IARC Monographs evaluate drinking coffee, maté, and very hot beverages
Drinking coffee was not classifiable as to its carcinogenicity to humans (Group 3).
The large body of evidence currently available led to the re-evaluation of the carcinogenicity of coffee drinking, previously classified as possibly carcinogenic to humans (Group 2B) by IARC in 1991.
After thoroughly reviewing more than 1000 studies in humans and animals, the Working Group found that there was inadequate evidence for the carcinogenicity of coffee drinking overall.
Many epidemiological studies showed that coffee drinking had no carcinogenic effects for cancers of the pancreas, female breast, and prostate, and reduced risks were seen for cancers of the liver and uterine endometrium.
For more than 20 other cancers, the evidence was inconclusive.
Coffee Causes Cancer. Coffee Prevents Cancer. Wait, What?
...yes, California has gone a bit nuts. Or, as the nonprofit American Council on Science and Health put it: "If coffee is deemed carcinogenic, then the State of California will be required to give up all pretense at common sense and sanity."
An afterthought: the lawsuit may be just about money. As Bloomberg News explained last October, in a story about the California coffee case: "Unfortunately, it is very easy for ‘bounty hunters’ to file Prop. 65 lawsuits against even small businesses and the cost of settlement and defense often exceeds other types of abusive litigation."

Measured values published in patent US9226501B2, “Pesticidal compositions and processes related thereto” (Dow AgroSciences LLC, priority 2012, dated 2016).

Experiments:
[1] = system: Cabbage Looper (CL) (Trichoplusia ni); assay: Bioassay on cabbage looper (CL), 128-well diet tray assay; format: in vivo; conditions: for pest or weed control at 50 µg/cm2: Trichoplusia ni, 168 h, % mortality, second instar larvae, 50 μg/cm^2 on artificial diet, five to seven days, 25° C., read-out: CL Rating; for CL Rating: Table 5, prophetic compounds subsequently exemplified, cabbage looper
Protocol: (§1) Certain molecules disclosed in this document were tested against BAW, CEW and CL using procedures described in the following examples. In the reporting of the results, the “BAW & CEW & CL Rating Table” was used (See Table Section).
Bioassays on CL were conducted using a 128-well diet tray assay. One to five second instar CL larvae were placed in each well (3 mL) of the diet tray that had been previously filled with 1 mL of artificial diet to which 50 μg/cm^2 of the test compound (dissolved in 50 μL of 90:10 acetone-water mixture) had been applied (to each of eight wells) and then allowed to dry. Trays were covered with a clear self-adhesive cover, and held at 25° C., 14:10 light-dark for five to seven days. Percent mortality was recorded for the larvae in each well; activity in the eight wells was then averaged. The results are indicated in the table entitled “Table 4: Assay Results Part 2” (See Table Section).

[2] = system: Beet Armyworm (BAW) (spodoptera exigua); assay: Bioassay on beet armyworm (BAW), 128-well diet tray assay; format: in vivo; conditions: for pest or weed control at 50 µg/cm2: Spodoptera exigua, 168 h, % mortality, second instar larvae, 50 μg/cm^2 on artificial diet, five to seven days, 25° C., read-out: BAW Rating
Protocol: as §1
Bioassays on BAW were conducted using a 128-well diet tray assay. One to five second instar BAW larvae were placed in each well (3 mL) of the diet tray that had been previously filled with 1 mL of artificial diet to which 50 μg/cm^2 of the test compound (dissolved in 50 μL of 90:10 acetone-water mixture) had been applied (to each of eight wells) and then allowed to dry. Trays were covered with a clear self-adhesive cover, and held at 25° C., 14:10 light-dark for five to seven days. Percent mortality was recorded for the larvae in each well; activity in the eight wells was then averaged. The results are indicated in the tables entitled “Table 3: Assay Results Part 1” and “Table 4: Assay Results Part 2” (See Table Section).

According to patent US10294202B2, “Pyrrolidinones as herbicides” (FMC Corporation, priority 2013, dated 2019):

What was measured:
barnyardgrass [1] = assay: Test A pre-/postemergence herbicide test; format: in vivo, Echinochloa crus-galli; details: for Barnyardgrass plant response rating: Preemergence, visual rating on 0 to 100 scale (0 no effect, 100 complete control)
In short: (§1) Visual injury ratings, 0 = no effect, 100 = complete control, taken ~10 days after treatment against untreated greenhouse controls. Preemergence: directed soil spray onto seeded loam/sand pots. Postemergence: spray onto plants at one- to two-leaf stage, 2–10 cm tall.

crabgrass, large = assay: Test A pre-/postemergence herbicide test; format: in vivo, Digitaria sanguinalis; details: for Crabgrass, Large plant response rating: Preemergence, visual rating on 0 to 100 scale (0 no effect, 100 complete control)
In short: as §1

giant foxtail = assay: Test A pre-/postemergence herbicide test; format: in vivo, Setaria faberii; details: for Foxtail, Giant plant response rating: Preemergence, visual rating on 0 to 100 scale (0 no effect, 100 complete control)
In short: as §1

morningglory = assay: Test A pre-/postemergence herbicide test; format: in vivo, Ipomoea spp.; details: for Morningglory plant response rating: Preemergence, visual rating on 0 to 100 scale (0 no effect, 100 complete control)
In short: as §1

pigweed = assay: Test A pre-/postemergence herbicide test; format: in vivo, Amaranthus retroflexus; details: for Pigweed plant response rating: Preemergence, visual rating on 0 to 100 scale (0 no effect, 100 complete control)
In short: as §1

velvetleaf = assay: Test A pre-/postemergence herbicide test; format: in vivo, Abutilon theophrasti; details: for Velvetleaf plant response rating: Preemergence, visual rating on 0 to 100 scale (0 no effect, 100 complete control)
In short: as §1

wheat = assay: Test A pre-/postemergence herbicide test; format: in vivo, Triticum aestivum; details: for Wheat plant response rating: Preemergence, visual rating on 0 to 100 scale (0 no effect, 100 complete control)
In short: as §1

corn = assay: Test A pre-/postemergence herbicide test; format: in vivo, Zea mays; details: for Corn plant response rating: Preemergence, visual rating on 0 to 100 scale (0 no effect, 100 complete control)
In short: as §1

The American Council on Science and Health was even more blunt, calling it an attempt to grab "a giant bag of money."
FACT CHECK: Calif. Judge Rules Coffee Must Come With A Cancer Warning, But Should It?
The Associated Press reported that the judge has given coffee companies a few weeks to file their objections before the proposed ruling is finalized.
Some defendants in the coffee lawsuit have already settled, including 7-Eleven, which agreed to pay $900,000, reported the AP.
Toxic Java? California Law Carries Big Fines, Little Evidence
..among critics, the state’s uniquely stringent right-to-know law is ridiculed for the proliferation of warnings everywhere from gas stations to grocery stores -- and for lining the pockets of attorneys who sue and settle.
“Unfortunately, it is very easy for ‘bounty hunters’ to file Prop. 65 lawsuits against even small businesses and the cost of settlement and defense often exceeds other types of abusive litigation,” says Greg Sperla, a lawyer at Greenberg Traurig’s Sacramento office.
Last year, 760 Proposition 65 suits settled for a total of $30.2 million, according to data from the California attorney general. Of that total, $21.6 million, or 72 percent, went to lawyer’s fees and costs.
Peter Infante, an epidemiologist who testified for Metzger, said there were studies that showed a statistically significant correlation between coffee consumption and certain types of cancer. But he declined to assert there was a causal connection in the absence of further research.
“You would need a clinical trial to resolve the issue,” he said.
Edited by Sibiriak, 31 March 2018 - 04:18 AM.